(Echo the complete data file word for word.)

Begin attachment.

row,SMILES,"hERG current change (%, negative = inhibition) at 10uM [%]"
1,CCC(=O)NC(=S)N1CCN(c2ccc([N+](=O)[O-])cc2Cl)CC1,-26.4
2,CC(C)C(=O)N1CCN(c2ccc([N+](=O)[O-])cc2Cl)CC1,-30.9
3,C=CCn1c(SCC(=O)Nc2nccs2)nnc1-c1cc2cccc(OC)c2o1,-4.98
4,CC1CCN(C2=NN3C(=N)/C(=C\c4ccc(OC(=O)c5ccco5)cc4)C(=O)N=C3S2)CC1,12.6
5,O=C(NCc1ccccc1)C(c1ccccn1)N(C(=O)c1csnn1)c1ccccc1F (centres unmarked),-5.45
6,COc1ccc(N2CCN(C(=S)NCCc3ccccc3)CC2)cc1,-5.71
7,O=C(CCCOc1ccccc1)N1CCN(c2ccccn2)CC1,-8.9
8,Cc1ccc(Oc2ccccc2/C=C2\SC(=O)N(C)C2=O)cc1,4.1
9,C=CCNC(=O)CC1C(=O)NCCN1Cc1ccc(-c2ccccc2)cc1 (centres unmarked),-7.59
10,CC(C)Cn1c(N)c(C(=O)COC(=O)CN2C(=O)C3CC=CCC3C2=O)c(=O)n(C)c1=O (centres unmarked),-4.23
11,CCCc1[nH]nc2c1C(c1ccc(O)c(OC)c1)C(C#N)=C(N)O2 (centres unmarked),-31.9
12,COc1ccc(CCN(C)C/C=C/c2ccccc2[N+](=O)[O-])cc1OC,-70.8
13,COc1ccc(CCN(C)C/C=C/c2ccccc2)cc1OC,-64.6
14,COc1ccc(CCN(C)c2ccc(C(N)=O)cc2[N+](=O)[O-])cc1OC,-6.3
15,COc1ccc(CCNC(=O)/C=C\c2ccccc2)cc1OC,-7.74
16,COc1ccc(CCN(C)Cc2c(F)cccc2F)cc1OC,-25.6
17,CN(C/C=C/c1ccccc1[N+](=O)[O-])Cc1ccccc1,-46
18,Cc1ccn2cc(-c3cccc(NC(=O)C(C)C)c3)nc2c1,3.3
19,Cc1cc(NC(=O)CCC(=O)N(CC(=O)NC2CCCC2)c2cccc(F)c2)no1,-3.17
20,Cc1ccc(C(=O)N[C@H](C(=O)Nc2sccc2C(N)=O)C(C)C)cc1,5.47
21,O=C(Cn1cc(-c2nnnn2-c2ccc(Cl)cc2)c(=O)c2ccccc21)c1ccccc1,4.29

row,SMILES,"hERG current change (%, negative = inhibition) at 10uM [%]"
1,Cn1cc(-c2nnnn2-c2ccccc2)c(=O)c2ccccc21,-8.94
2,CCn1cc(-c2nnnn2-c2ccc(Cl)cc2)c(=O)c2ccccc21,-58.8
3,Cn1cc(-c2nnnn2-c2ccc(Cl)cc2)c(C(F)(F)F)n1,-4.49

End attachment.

row,SMILES,"hERG current change (%, negative = inhibition) at 10uM [%]"
1,CCC(=O)NC(=S)N1CCN(c2ccc([N+](=O)[O-])cc2Cl)CC1,-26.4
2,CC(C)C(=O)N1CCN(c2ccc([N+](=O)[O-])cc2Cl)CC1,-30.9
3,C=CCn1c(SCC(=O)Nc2nccs2)nnc1-c1cc2cccc(OC)c2o1,-4.98
4,CC1CCN(C2=NN3C(=N)/C(=C\c4ccc(OC(=O)c5ccco5)cc4)C(=O)N=C3S2)CC1,12.6
5,O=C(NCc1ccccc1)C(c1ccccn1)N(C(=O)c1csnn1)c1ccccc1F (centres unmarked),-5.45
6,COc1ccc(N2CCN(C(=S)NCCc3ccccc3)CC2)cc1,-5.71
7,O=C(CCCOc1ccccc1)N1CCN(c2ccccn2)CC1,-8.9
8,Cc1ccc(Oc2ccccc2/C=C2\SC(=O)N(C)C2=O)cc1,4.1
9,C=CCNC(=O)CC1C(=O)NCCN1Cc1ccc(-c2ccccc2)cc1 (centres unmarked),-7.59
10,CC(C)Cn1c(N)c(C(=O)COC(=O)CN2C(=O)C3CC=CCC3C2=O)c(=O)n(C)c1=O (centres unmarked),-4.23
11,CCCc1[nH]nc2c1C(c1ccc(O)c(OC)c1)C(C#N)=C(N)O2 (centres unmarked),-31.9
12,COc1ccc(CCN(C)C/C=C/c2ccccc2[N+](=O)[O-])cc1OC,-70.8
13,COc1ccc(CCN(C)C/C=C/c2ccccc2)cc1OC,-64.6
14,COc1ccc(CCN(C)c2ccc(C(N)=O)cc2[N+](=O)[O-])cc1OC,-6.3
15,COc1ccc(CCNC(=O)/C=C\c2ccccc2)cc1OC,-7.74
16,COc1ccc(CCN(C)Cc2c(F)cccc2F)cc1OC,-25.6
17,CN(C/C=C/c1ccccc1[N+](=O)[O-])Cc1ccccc1,-46
18,Cc1ccn2cc(-c3cccc(NC(=O)C(C)C)c3)nc2c1,3.3
19,Cc1cc(NC(=O)CCC(=O)N(CC(=O)NC2CCCC2)c2cccc(F)c2)no1,-3.17
20,Cc1ccc(C(=O)N[C@H](C(=O)Nc2sccc2C(N)=O)C(C)C)cc1,5.47
21,O=C(Cn1cc(-c2nnnn2-c2ccc(Cl)cc2)c(=O)c2ccccc21)c1ccccc1,4.29

row,SMILES,"hERG current change (%, negative = inhibition) at 10uM [%]"
1,Cn1cc(-c2nnnn2-c2ccccc2)c(=O)c2ccccc21,-8.94
2,CCn1cc(-c2nnnn2-c2ccc(Cl)cc2)c(=O)c2ccccc21,-58.8
3,Cn1cc(-c2nnnn2-c2ccc(Cl)cc2)c(C(F)(F)F)n1,-4.49